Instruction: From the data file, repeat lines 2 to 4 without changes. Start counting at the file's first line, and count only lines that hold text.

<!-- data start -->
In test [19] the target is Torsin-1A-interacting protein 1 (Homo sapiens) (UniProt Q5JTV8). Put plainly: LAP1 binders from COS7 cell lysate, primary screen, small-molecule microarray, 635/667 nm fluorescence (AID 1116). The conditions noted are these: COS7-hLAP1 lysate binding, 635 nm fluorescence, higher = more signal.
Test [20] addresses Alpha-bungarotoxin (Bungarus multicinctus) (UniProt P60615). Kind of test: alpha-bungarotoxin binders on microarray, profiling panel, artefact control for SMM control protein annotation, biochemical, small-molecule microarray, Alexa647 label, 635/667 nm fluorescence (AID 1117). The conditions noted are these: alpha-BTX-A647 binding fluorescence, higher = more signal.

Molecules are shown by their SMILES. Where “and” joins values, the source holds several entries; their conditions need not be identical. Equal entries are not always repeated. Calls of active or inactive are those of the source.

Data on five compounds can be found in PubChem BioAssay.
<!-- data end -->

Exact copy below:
Test [20] addresses Alpha-bungarotoxin (Bungarus multicinctus) (UniProt P60615). Kind of test: alpha-bungarotoxin binders on microarray, profiling panel, artefact control for SMM control protein annotation, biochemical, small-molecule microarray, Alexa647 label, 635/667 nm fluorescence (AID 1117). The conditions noted are these: alpha-BTX-A647 binding fluorescence, higher = more signal.

Molecules are shown by their SMILES. Where “and” joins values, the source holds several entries; their conditions need not be identical. Equal entries are not always repeated. Calls of active or inactive are those of the source.

Data on five compounds can be found in PubChem BioAssay.